Tuesday, March 24, 2009

Just because you're paranoid doesn't mean they're not out to get you

The world of eating disorders treatment is changing. Slowly. Infinitesimally. Minusculely. But change is creeping in.

Still, most ED patients and their families get smacked upside the head at some point with the old assumptions and stigmas about these illnesses.

Such as: Eating disorders are caused by cold or overcontrolling mothers; the child has no other way to establish a sense of autonomy, so she stops eating.

To their credit, many docs have left this one behind. Some say they've left it behind but still on some level believe it. And now I have an inkling into why: A friend who's in med school, and who just finished the hour or two devoted to talking about eating disorders in the curriculum, reports that this outdated and discredited point of view is still in the textbooks.

So on some level, these stigmas are still being perpetuated. Big surprise, I know. But you know, it was a surprise. I'm enough of a good girl academically that reading something in a book makes it shiny and important.

I feel pissed off and sad, though, at the thought that this kind of perspective is still living out there in print, for new generations of baby docs to read and take in. Especially since most of them get almost no training in treating eating disorders anyway. So this might be all they take away from med school on the subject. And it's wrong.


wriggles said...

It's surprising what nonsense we humans will believe, purely because we have nothing to replace it with.

Those cold mothers seem to be causing a whole load of other problems too.

Can't they be stopped??!!!

Katy said...

Worse than this crap still being in med school textbooks, imho, is that it's still in some PSYCH textbooks. I took a psychopathology course 2 years ago, and we used a 2007 edition of the textbook, and you would NOT BELIEVE (or perhaps you would, unfortunately!) how outdated the info was. No mention (or maybe a sentence?) of genetic influence, lots of drivel about control/appearance/upper-middle class prevalence/wanting to delay adulthood/etc., nothing about new treatments, and apparently nothing derived from research done since, say, the 80s. I stewed through the whole section, saying nothing b/c I was NOT getting into it with my prof in front of the entire class...especially since it's a fantastic way to say, "hi, I have an ED!" which is especially unappealing when everyone is hearing loads of stigmatizing misinformation. (Plus I was sick as hell at the time & terrified it would become obvious if I drew attention to myself.) I also took a child psychopathology class this past quarter, and though my prof was better informed & at least knew some about genetic research & wasn't at all blaming/shaming, it was still pretty painful to sit through w/o screaming my head off. So not only is the medical community sadly misinformed, even psych RESEARCHERS live in the dark ages. And it gets worse--I go to school IN CHICAGO (not U of C, but close by), so the freaking research is being done in our backyard, and profs are STILL clueless.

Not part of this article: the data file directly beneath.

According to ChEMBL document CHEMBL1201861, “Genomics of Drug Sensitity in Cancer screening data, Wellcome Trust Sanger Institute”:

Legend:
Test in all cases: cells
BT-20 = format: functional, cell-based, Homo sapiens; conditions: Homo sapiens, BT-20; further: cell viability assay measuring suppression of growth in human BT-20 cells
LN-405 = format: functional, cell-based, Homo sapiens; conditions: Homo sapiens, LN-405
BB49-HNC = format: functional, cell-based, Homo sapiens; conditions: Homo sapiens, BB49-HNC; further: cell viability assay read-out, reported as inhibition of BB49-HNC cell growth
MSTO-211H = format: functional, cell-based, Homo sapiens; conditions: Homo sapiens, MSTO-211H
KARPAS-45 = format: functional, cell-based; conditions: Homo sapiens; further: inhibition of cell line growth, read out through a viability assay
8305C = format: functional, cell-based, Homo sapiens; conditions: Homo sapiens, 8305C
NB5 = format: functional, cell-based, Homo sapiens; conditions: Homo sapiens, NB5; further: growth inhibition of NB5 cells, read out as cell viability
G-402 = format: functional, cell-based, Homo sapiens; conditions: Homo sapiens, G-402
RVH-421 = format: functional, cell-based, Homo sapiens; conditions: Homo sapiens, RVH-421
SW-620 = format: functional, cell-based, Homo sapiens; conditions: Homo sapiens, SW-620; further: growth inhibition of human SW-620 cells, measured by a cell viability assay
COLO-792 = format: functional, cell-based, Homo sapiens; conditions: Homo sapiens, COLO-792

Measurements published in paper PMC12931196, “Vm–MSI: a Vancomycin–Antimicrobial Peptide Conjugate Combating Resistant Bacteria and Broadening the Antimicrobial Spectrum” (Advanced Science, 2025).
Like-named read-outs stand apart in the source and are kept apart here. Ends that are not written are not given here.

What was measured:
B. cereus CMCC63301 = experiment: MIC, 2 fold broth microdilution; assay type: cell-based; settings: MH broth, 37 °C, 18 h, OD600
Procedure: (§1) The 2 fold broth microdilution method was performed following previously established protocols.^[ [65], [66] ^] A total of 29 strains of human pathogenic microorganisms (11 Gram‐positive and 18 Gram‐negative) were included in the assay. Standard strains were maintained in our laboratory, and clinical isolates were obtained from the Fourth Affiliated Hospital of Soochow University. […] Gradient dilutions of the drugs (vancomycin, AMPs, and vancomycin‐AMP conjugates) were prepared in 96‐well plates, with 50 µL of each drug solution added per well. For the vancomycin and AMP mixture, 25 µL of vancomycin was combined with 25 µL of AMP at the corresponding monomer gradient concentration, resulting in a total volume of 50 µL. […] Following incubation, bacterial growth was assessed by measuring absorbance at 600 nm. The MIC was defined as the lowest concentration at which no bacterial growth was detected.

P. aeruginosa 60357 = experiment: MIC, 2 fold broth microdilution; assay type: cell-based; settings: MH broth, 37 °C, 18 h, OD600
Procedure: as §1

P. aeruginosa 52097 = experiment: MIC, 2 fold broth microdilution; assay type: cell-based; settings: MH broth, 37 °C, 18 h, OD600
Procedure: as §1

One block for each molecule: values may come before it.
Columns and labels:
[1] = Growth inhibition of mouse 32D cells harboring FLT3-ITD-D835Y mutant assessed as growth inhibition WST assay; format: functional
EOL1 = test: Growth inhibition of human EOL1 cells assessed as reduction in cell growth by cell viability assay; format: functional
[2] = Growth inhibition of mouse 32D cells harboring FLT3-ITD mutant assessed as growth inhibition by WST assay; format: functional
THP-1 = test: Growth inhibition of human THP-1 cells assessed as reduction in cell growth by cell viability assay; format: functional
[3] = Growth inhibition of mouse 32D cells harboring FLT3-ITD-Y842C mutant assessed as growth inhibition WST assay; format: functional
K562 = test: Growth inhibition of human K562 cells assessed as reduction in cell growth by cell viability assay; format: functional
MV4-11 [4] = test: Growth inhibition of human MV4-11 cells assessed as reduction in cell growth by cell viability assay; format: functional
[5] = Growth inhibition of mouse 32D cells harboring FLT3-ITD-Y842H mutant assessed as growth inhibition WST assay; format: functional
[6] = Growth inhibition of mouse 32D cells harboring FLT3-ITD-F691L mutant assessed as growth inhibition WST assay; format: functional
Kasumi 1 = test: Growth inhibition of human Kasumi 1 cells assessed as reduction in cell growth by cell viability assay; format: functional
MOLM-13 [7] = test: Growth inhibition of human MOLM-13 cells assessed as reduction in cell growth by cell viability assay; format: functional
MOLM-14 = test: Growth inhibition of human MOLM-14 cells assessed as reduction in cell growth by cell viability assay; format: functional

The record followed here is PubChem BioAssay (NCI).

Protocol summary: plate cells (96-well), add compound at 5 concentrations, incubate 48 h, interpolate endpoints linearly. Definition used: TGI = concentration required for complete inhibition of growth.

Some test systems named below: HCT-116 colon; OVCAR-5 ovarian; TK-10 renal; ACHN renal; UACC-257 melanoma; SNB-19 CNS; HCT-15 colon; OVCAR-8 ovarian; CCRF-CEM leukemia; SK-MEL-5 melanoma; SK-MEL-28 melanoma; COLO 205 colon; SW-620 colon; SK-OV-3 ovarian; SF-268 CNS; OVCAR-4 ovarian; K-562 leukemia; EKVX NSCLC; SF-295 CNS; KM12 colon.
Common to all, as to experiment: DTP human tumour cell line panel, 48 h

familyfeedingdynamics said...

We had very little training in medical school about eating disorders. I learned by doing in practice, and I know I made mistakes and that is not fair to the patients, even though I meant well and spent tons of time with individual patients. I am getting educated, and working with a group of professionals to educate healthcare providers about ED, healthful eating, wellness etc. On another note, is is accepted that dieting for weight loss fails roughly 90% of the time, extreme liquid diets have been proven harmful time and again, yet they are still being prescribed by nutritionists and physicians. The medical profession in general, is REALLY slow to accept new thinking. I recently was in on a presentation to a major health insurer to do some wellness/ Health at Every Size type work. The response was basically, "We agree, and we'll probably all be doing this in 15-20 years, but we're not ready for it..."

Harriet said...

I had a similar response from an insurer when I appealed their lack of coverage for my daughter's anorexia. I presented mucho evidence regarding the physiological nature of anorexia (we lived then in a state without mental health parity) and was told, basically, Yes, but for now we're holding to this line. Of course they had a strong financial incentive not to change in that case. What's the doctors' excuses??

familyfeedingdynamics said...

check out this post for part of the explanation...